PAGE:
Rack-Spray and the Dreaded “Bare Spot”: Don’t Let This Be a Deal Breaker

One of the fears associated with a rack-spray coating process is that, due to the part being “fixtured” and resting on a hook, the part will not have complete coverage. And without complete coverage, the functionality of the coating is in jeopardy.

It is technically true that there will be a “witness mark” where the part is held on the fixture.

However, in regards to the “functionality” aspect of the coating; it depends on what the customer’s perception of “in jeopardy” is.

For example, below is how a typical witness mark on all rack-sprayed parts would look like. For reference, the hole this was racked thru is 8.5mm in diameter.

Witness Mark
Witness mark on a rack-sprayed component

The part in the picture is coated with Magni’s flagship zinc-flake coating system Magni 565. Zinc-flake coatings are sacrificial corrosion resistant systems – they contain certain elements, such as aluminum or zinc, which oxidize sacrificially to ensure the substrate to which they are applied remains corrosion free.

Some customers fear a witness mark from a rack-spray process would lead to red-rust when parts are evaluated in a salt-spray chamber. However, zinc-flake coatings also tend to “heal” themselves – if there are small imperfections in the coating surface, the oxidation from the coating itself will prevent red-rust from ever forming. As a result, the part pictured above surpassed 1500hrs in a salt-spray chamber with zero red-rust, even with the witness mark.

In terms of other types of functional coatings, such as dry-film lubricants where corrosion resistance is not the primary goal, witness marks do not pose a serious problem.

The functional elements of dry-film lubricants, such as PTFE, FEP, graphite or molydisuflide, are soft. As a result, when a coated component comes in contact with a mating part, the coating will migrate across the surface of not only the coated component but the non-coated component as well. Because of this, the very small coating void from the witness mark is a non-issue.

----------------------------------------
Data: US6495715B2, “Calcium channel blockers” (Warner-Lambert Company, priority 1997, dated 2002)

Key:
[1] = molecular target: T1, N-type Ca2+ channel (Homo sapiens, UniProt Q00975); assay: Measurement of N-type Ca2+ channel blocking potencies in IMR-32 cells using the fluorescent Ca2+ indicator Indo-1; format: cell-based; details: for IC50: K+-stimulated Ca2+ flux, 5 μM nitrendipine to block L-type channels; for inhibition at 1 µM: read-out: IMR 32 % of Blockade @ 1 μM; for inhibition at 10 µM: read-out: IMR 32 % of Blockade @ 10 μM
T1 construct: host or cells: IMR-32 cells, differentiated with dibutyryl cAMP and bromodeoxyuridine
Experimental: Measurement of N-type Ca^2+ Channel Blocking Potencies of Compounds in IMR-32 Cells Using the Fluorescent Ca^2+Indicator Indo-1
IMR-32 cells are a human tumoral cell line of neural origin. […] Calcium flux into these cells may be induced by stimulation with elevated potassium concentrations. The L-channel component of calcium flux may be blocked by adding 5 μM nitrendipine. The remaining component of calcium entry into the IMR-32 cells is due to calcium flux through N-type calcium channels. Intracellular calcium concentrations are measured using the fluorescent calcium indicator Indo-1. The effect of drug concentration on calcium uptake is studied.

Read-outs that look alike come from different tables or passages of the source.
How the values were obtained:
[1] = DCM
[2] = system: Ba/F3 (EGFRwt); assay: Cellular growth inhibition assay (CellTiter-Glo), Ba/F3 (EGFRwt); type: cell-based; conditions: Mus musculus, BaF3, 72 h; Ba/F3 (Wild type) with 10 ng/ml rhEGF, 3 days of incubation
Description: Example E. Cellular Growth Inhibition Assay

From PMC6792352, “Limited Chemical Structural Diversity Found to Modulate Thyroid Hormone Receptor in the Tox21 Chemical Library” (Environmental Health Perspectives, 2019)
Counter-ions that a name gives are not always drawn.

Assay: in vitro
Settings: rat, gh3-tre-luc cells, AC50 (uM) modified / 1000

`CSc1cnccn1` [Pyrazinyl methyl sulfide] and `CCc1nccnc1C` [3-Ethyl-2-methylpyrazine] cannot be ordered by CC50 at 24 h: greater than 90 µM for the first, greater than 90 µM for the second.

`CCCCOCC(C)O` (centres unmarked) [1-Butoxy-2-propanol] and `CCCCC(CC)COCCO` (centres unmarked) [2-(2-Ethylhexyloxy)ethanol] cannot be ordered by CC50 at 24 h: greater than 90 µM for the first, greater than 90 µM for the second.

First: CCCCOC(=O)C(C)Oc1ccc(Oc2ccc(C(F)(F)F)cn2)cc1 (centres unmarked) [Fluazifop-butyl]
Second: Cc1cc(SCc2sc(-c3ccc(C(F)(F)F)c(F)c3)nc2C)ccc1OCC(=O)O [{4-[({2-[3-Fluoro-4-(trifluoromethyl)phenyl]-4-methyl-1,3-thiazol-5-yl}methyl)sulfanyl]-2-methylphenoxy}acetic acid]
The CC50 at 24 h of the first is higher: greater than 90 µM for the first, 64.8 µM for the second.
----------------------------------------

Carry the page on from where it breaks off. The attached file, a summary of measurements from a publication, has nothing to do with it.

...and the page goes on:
Typically, there are only a few instances where a witness mark would be detrimental to the function of the coating. One would be if a barrier coating was being used for chemical corrosion resistance – these coatings are not sacrificial and coating voids would be problematic. Another would be coating on threads of a large bolt or fastener – the witness mark on these components would be much larger and coating functionality would, in fact, be impacted.

In such instances, there are steps that can be done to eliminate the witness mark, such as flipping or rotating the part on a fixture in between coats.

If you require a rack-spray process on a component, or are dealing with quality issues in your current process and need to know if a part can be coated via a spray method as opposed to dip-spin, please contact us today.

Mark

Mark

Engineering Manager at DECC
Mark has a B.S. in Mechanical Engineering from Calvin College and over 30 years of experience in the automotive supplier industry, ranging from stamping and fabrication to welding and coating. Mark also has over 10 years experience at DECC.
Mark

About Mark

Mark has a B.S. in Mechanical Engineering from Calvin College and over 30 years of experience in the automotive supplier industry, ranging from stamping and fabrication to welding and coating. Mark also has over 10 years experience at DECC.

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